Subsequent research supported this hypothesis and demonstrated that sickness behavior results from an initial cytokine cascade triggered largely by the activation of macrophages. As mentioned earlier, macrophages are cells of the innate immune system which engulf foreign particles that have entered the body and release cytokines upon activation. Cytokines relay the message of immune system activation to the CNS, which evokes a number of changes in behavior designed to mobilize the body's resources to combat infection. These behavioral changes are typically referred to as sickness behavior and consist of depressed levels of general activity, decreased bodily care, reduced consumption of food and water, temperature change (usually fever), and increased sleeping.

The symptoms of sickness behavior are the result of the acute-phase immune response to bacteria, viruses, or other stimuli and thus remain constant despite differences in the particular invading pathogen. The primary function of sickness behavior is to conserve energy by limiting expenditure so that energy reserves may be put into generating fever. Fever is an adaptive symptom because it slows the growth of many pathogens and increases the activity of both nonspecifc and specific immune system processes. Because fever is the result of an increase in the hypothalamic set point for body temperature, the organism is motivated to seek out warm places. Other symptoms of sickness behavior, such as increased sleep and decreased levels of general activity, are designed to conserve energy. In addition, a sick individual also experiences anorexia and adipsia, which may appear counterintuitive, because the individual should be motivated to consume in an effort to increase energy reserves that may be used for fever generation. However, an organism that is foraging for food and water is exposed to predation and is exposing body surfaces to the elements, resulting in a loss of heat that has already been generated. The reduction of foraging efforts during sickness allows the organism to conserve energy by reducing activity and complements other symptoms, such as increased amounts of sleep. Anorexia is also beneficial by reducing iron levels in the blood, which can slow pathogen replication. Although sickness behavior is an unpleasant state for an organism, this pattern of behavior allows for more efficient destruction of pathogens and more speedy recovery. Therefore, sickness behavior represents an evolved strategy designed to limit infection, conserve energy, and promote recovery of the organism.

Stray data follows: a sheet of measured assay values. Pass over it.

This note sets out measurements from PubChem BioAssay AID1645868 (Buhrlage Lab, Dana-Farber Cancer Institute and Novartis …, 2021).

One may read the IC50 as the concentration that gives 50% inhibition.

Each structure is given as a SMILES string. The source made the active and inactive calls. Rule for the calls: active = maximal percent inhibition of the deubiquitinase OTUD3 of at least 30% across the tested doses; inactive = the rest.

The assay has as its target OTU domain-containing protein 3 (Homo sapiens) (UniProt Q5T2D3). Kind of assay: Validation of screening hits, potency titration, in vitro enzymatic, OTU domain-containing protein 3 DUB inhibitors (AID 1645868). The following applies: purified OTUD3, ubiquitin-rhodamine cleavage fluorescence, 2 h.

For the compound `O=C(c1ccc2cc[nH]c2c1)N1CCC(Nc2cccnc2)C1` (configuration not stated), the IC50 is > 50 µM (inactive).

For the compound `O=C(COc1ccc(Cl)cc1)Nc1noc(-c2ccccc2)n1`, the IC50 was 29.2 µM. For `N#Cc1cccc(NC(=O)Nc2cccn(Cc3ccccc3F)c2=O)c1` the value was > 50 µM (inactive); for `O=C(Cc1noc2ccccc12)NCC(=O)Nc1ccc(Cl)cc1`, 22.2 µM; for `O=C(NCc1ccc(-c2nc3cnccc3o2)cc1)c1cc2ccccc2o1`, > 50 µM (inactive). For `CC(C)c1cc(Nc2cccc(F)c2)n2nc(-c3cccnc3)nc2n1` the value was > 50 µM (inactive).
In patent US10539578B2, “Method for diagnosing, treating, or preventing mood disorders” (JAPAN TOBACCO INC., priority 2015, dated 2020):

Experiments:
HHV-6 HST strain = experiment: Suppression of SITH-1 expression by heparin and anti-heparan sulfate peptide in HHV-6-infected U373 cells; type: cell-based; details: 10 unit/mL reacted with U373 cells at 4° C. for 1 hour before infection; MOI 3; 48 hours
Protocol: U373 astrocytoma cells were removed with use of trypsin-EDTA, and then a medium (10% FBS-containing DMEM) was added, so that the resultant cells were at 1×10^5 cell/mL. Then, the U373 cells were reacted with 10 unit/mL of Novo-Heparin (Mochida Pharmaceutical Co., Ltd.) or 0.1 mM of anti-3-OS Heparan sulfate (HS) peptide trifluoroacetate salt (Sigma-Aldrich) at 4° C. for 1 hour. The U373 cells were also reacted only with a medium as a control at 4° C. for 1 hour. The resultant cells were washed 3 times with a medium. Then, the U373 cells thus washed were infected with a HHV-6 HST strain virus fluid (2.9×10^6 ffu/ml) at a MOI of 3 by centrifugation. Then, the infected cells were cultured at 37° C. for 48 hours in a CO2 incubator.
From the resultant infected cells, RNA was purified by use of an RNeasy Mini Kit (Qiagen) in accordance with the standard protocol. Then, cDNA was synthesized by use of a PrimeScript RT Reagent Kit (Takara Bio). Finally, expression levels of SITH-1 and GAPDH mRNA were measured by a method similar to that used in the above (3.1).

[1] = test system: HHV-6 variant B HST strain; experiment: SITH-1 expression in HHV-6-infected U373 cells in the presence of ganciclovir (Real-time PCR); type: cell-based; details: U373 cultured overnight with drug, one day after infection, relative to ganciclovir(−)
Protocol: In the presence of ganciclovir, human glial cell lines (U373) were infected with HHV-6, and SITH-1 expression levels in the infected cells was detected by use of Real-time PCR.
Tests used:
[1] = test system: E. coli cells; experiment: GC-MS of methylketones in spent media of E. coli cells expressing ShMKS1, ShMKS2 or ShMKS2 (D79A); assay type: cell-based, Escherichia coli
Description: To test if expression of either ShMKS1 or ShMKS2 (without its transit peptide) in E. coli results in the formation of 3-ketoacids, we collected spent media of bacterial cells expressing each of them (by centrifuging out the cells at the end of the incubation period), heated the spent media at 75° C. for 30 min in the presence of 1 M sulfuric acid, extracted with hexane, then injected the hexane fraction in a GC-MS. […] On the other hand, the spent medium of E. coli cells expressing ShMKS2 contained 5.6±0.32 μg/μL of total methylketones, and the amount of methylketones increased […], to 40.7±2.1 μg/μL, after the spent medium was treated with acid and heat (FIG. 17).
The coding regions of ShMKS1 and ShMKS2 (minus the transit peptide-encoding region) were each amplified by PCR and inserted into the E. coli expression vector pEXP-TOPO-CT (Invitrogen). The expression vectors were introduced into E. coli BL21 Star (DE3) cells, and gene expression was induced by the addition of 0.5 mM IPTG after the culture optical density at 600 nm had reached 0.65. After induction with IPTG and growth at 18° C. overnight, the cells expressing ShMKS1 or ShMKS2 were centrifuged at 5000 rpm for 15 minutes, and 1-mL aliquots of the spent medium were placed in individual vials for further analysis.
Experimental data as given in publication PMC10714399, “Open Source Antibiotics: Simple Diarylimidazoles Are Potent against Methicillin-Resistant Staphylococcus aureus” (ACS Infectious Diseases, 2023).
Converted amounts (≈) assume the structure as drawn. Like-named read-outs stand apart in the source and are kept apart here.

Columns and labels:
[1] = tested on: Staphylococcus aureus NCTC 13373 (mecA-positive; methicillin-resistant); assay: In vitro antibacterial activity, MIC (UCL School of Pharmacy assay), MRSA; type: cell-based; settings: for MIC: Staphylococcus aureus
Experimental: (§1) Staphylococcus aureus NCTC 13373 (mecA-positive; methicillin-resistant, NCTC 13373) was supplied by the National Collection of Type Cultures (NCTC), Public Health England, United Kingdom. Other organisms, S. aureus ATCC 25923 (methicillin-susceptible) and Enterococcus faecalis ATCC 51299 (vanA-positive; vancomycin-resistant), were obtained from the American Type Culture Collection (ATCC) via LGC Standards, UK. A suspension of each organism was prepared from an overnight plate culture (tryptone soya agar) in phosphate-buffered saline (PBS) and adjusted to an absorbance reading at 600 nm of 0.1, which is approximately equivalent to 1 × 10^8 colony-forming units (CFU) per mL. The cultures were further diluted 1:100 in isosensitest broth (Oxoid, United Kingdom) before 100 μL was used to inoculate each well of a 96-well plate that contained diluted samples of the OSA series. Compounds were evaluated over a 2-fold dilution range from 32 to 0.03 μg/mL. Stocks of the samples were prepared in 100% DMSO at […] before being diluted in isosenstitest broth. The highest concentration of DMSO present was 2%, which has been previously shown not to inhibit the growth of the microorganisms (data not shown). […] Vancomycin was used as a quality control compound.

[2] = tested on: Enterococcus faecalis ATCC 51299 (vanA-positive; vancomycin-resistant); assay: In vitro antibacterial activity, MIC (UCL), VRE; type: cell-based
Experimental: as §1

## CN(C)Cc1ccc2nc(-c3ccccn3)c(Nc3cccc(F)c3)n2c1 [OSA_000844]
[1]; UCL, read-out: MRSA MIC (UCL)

The primary cytokines that have been implicated in the production of sickness behavior are IL-1a/b and TNF-a. Many other cytokines have been shown to play a role in sickness behavior, but IL-1 has been the most studied due to its discovery as the first endogenous pyrogen. In addition to stimulating fever, IL-1 appears to be primarily involved in producing the reduction in social activities that occur during sickness. However, although individual cytokines appear to serve specific roles in sickness behavior, there is much overlap in their activities, and cytokines have been shown to compensate for each other in triggering certain behaviors. For instance, research has demonstrated that intracerebroventricular injection of an IL-1 receptor antagonist did not alleviate the effects of intraperitoneal (ip) LPS on social behavior. This suggests that other cytokines may have compensated for the absence of IL-1 effects by producing a reduction in social behavior, demonstrating the complex nature of cytokine involvement in triggering sickness behavior following immune system activation.